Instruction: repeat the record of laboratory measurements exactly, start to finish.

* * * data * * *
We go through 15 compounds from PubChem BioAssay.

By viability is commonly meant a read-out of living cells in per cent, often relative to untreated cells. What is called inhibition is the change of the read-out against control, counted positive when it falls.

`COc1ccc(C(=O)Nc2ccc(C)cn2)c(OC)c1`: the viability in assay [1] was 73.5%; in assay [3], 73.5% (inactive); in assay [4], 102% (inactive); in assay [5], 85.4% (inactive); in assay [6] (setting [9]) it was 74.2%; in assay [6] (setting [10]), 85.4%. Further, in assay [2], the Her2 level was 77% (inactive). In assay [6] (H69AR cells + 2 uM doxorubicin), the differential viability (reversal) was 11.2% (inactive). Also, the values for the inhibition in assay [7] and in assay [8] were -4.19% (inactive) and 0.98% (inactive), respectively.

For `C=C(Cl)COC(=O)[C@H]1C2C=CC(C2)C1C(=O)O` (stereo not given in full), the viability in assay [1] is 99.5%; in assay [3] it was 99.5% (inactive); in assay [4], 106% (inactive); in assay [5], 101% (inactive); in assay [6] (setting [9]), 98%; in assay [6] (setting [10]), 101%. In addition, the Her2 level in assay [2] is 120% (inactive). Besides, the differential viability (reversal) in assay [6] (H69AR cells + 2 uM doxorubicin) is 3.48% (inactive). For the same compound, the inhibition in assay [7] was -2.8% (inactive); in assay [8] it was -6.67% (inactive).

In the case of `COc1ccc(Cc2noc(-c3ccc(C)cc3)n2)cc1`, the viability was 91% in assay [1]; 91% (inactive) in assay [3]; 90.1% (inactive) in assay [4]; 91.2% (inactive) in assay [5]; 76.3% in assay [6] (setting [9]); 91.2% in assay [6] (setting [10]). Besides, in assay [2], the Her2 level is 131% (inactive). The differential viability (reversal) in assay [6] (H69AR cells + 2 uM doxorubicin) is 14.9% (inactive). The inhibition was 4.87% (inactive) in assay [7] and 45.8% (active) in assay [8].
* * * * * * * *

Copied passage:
We go through 15 compounds from PubChem BioAssay.

By viability is commonly meant a read-out of living cells in per cent, often relative to untreated cells. What is called inhibition is the change of the read-out against control, counted positive when it falls.

`COc1ccc(C(=O)Nc2ccc(C)cn2)c(OC)c1`: the viability in assay [1] was 73.5%; in assay [3], 73.5% (inactive); in assay [4], 102% (inactive); in assay [5], 85.4% (inactive); in assay [6] (setting [9]) it was 74.2%; in assay [6] (setting [10]), 85.4%. Further, in assay [2], the Her2 level was 77% (inactive). In assay [6] (H69AR cells + 2 uM doxorubicin), the differential viability (reversal) was 11.2% (inactive). Also, the values for the inhibition in assay [7] and in assay [8] were -4.19% (inactive) and 0.98% (inactive), respectively.

For `C=C(Cl)COC(=O)[C@H]1C2C=CC(C2)C1C(=O)O` (stereo not given in full), the viability in assay [1] is 99.5%; in assay [3] it was 99.5% (inactive); in assay [4], 106% (inactive); in assay [5], 101% (inactive); in assay [6] (setting [9]), 98%; in assay [6] (setting [10]), 101%. In addition, the Her2 level in assay [2] is 120% (inactive). Besides, the differential viability (reversal) in assay [6] (H69AR cells + 2 uM doxorubicin) is 3.48% (inactive). For the same compound, the inhibition in assay [7] was -2.8% (inactive); in assay [8] it was -6.67% (inactive).

In the case of `COc1ccc(Cc2noc(-c3ccc(C)cc3)n2)cc1`, the viability was 91% in assay [1]; 91% (inactive) in assay [3]; 90.1% (inactive) in assay [4]; 91.2% (inactive) in assay [5]; 76.3% in assay [6] (setting [9]); 91.2% in assay [6] (setting [10]). Besides, in assay [2], the Her2 level is 131% (inactive). The differential viability (reversal) in assay [6] (H69AR cells + 2 uM doxorubicin) is 14.9% (inactive). The inhibition was 4.87% (inactive) in assay [7] and 45.8% (active) in assay [8].